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LETTER: The dangers of hoarding

IN recent years in my role as a councillor I have been contacted by local residents, church officials, and the fire brigade, in relation to concerns over residents who hoard, and as a result of which, are putting themselves, and others, at serious risk of harm. 

The people concerned have often been private reclusive types living alone, or those living in sheltered accommodation.

I admit to being a bit of a hoarder myself, but regular house moves prompt a good old clear out, and being confined to home as a result of Covid-19 has given me the opportunity to tidy up.

As outsiders, of course we have no right to intrude on how others lead their lives. The reason I raise this subject though is that the real danger of hoarding became all too real for me this week when the death of a dear friend from New York, who I had spoken to just a few weeks ago, made front page headlines.

This was the report on ABC News: ‘An 80-year-old woman is dead after flames tore through her apartment in the East Village early Friday morning on East 5th Street. The victim was found unconscious and badly burned inside a 7th floor apartment filled with clutter. Firefighters say the fire is not suspicious. Officials said the victim appeared to be hoarder and had a large amount of clutter in her apartment. Two firefighters sustained minor injuries battling the blaze. The woman’s cat was unaccounted for following the fire.’

What a terrible, terrible way to die.

Extreme clutter and unsafe and unsanitary conditions hamper the desire of retaining a level of independence for the hoarder and is not something that many family members, friends or carers can anticipate. It is a relatively common disorder among the elderly and gets progressively worse with age; as many as 6% of the population aged 55 or older fall victim to its perils.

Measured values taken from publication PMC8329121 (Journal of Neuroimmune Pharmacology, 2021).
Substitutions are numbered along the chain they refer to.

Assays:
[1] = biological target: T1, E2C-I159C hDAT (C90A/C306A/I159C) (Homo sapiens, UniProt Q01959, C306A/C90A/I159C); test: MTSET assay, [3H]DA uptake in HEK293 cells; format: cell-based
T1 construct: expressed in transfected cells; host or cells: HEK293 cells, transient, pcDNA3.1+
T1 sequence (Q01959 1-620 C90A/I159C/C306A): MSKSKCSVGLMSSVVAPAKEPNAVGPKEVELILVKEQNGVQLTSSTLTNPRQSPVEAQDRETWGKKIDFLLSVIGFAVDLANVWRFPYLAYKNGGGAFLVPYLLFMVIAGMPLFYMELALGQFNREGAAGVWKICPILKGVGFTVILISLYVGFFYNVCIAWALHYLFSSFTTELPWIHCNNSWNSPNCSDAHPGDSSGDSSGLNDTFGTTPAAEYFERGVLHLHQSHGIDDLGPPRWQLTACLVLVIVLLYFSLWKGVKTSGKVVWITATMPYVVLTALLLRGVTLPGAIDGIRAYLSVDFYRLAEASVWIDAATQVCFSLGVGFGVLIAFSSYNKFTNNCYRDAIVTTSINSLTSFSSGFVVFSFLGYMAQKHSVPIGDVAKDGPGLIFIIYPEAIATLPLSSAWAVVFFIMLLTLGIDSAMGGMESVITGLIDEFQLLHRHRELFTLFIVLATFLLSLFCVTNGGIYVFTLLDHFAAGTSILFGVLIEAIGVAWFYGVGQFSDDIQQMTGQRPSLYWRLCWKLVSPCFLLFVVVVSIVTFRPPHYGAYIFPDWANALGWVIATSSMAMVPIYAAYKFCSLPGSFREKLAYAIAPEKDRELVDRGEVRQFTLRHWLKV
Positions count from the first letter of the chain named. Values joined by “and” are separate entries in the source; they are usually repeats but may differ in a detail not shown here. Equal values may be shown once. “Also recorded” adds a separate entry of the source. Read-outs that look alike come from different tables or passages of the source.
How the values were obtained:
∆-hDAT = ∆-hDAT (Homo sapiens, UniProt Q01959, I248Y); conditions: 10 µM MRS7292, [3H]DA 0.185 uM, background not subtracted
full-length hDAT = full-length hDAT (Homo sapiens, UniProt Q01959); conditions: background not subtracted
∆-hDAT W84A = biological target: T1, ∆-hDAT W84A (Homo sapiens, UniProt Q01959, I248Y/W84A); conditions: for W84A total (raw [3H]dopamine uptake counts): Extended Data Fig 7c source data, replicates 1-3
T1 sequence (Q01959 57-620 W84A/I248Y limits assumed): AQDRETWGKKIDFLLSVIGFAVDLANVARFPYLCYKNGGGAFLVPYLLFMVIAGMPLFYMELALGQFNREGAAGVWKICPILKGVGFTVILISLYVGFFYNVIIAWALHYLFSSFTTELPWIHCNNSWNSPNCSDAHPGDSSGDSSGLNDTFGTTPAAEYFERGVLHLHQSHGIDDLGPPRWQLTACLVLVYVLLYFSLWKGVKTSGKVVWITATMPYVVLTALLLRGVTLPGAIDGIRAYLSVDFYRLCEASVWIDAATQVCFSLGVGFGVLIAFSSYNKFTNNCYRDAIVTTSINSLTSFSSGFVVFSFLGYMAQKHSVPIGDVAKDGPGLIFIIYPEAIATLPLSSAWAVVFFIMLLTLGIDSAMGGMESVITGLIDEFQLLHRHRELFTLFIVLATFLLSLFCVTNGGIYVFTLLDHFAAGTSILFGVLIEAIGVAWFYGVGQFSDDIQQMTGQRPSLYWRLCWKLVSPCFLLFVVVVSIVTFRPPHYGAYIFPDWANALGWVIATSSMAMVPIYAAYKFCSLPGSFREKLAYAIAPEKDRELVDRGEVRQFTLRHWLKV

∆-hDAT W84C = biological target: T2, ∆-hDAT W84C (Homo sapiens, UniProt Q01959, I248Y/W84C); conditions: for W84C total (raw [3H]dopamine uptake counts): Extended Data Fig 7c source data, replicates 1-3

As we get older, many of us face a dramatic decline in the quality and frequency of our social interactions. This often leaves people feeling lonely and separated from the outside world, leading to behaviour that helps them to cope with isolation and depression.

In some cases, this can revolve around accumulating ‘things’, everything from clothes and knickknacks to food, and even animals.

Up to 13% of older adults experiencing depression report severe compulsive hoarding. People with a hoarding disorder are also likely to experience other mental health conditions, such as depression, anxiety, obsessive-compulsive disorder, alcohol dependence and attention deficit hyperactivity disorder.

Other risks include fire hazards, poor hygiene and nutrition, and poor sanitary conditions.

Where there are also age-related mobility issues, this increases the risk of trips and fall-related injuries. In extreme circumstances hoarding can result in eviction, especially for those in rented accommodation.

In addressing the treatment of hoarding, enabling the person to form a trusting relationship with a significant other, which may be a friend, relative or carer, or even a social worker, is crucial. To encourage them to de-clutter they need to feel in control so that they can better handle alterations to their home environment without experiencing extreme distress.

Linda Piggott-Vijeh 

Combe St. Nicholas 


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